Senate moves to block Clean Power Plan study

This Feb. 2, 2007 file photo shows Sunflower Electric Cooperative's coal-fired power plant in Holcomb, Kan.

? The Kansas Senate advanced a bill that blocks the Kansas Corporation Commission from spending any money to study how to comply with the new federal Clean Power Plan until the U.S. Supreme Court resolves a pending legal challenge.

Sen. Rob Olson, R-Olathe, added that amendment onto a bill that calls for disbanding the Kansas Electric Transmission Authority, an agency that was established to coordinate construction of new transmission lines to move wind energy to urban markets.

On Tuesday, the U.S. Supreme Court issued an order staying implementation of the Clean Power Plan until a legal challenge by several states, including Kansas, is resolved.

The Clean Power Plan requires states to develop plans for reducing carbon emissions from power plants. Each state is assigned targets for reducing its emissions over the next 15 years.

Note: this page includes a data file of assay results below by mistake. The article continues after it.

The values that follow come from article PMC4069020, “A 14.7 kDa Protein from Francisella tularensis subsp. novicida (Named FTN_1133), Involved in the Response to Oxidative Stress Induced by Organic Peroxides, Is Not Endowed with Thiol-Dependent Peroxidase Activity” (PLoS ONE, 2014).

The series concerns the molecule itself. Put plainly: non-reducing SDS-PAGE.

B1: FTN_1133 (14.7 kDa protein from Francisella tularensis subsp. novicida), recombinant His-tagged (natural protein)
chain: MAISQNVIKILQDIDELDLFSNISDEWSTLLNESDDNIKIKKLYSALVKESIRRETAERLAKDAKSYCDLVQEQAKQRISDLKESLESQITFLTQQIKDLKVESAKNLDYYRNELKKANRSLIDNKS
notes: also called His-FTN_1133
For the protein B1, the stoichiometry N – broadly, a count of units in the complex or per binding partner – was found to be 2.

Last year, lawmakers authorized KCC and the Kansas Department of Health and Environment to develop a plan, but it could only be submitted to the U.S. Environmental Protection Agency if a legislative oversight committee approves.

The KCC is currently in the process of searching for a consulting firm to work on a study of what the state would be required to do. Olson said he thinks the state should not move forward on that process until the legal challenges are fully resolved.

The underlying bill calls for disbanding the Kansas Electric Transmission Authority and sweeping the balances of its funds, $251,356, into the state general fund.

It was supported in committee hearings by Americans for Prosperity, Westar Energy, Kansas City Power and Light, and Empire District Electric Co. The Kansas Sierra Club and the wind energy company WindSoHy opposed the bill.

Sen. Marci Francisco, D-Lawrence, offered amendments to delay the effective date of the bill by a few months to allow for an orderly closing of the authority. She also offered an amendment to have the fund balances returned to consumers in the form of credits on utility bills. Both of those amendments failed.